No incursion by Chinese soldiers, says Gen Rawat 

No incursion by Chinese soldiers, says Gen Rawat 

Army chief General Bipin Rawat. File photo

Indian Army on Saturday played down the recent news of People's Liberation Army of China staging a “protest” against the celebration of Tibetan spiritual leader Dalai Lama's birth anniversary near the de facto border between the two nations at Demchok in Ladakh in Jammu and Kashmir.

Gen Bipin Rawat, the chief of the Indian Army, said that the soldiers of the Chinese PLA had not crossed the Line of Actual Control (LAC) and had not intruded into Indian territory.

The Opposition Congress had earlier described the “incursion” by Chinese PLA soldiers into the territory of India as “a matter of grave security concern” and alleged that the ruling BJP's “listless attitude” was “compromising national security”.

“Modi Govt which has baggage of the Doklam debacle must take up this intrusion with China at all levels,”(sic) the Congress spokesperson Randeep Surjewala tweeted on Saturday, referring to June-August 2017 military face-off between India and China at Doklam Plateau in western Bhutan.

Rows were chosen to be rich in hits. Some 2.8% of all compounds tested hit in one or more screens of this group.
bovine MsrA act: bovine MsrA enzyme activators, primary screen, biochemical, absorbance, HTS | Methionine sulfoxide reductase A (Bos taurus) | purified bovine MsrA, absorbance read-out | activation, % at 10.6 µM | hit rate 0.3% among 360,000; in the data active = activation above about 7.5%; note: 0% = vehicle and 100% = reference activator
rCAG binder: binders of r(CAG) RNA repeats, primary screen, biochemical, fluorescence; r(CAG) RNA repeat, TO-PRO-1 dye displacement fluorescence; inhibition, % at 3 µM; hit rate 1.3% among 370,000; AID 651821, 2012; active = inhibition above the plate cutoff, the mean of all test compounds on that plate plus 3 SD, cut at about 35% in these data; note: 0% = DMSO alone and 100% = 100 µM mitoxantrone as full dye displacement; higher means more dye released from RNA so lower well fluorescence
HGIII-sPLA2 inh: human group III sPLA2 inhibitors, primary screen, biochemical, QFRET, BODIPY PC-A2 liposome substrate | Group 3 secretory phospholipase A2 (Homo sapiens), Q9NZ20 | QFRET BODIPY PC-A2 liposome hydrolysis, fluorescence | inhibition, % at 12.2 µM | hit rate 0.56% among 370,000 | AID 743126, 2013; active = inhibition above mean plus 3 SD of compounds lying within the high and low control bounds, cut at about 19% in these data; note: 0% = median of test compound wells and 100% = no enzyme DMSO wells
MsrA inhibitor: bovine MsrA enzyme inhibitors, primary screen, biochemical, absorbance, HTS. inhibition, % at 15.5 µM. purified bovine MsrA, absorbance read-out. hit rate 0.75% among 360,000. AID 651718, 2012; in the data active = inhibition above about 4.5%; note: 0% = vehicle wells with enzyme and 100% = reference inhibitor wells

“You need to dispel this myth that there has been any intrusion or activity by the Chinese that is detrimental to our security,” said the Army Chief.

He, however, added that “the issue” had been “raised” and “sorted out” in a flag meeting that the commanders of the armed forces of the two neighbouring nations later had along the LAC.

“Everything is normal (along the LAC),” added Gen Rawat.

Borders and beyond

The villagers of Kuyul at Fukche in Demchok were celebrating the 84th birth anniversary of Dalai Lama near the LAC on July 6 when some Chinese in civilian attire and a few uniformed soldiers of Chinese PLA came in two vehicles on the other side of the line. They put up a banner that had “Ban all activities to split Tibet” written on it.

Amid confusions over whether the Chinese civilians had intruded into Indian territory, sources in New Delhi said that Chinese soldiers had not crossed over.

Dalai Lama has been living in exile in India since he had fled from Tibet in 1959 to escape the Chinese PLA, which had occupied Tibet that year. Nearly 1,30,000 Tibetans have taken refuge in India over the past 60 years. Beijing has been accusing Dalai Lama of leading a secessionist movement to undermine its sovereignty over Tibet.

China had strongly reacted after India had in July 2017 allowed TGiE chief Lobsang Sangay to perform rituals on the eve of Dalai Lama's birthday.

But New Delhi has been carefully trying to avoid ruffling the feathers of Beijing on the Tibet issue.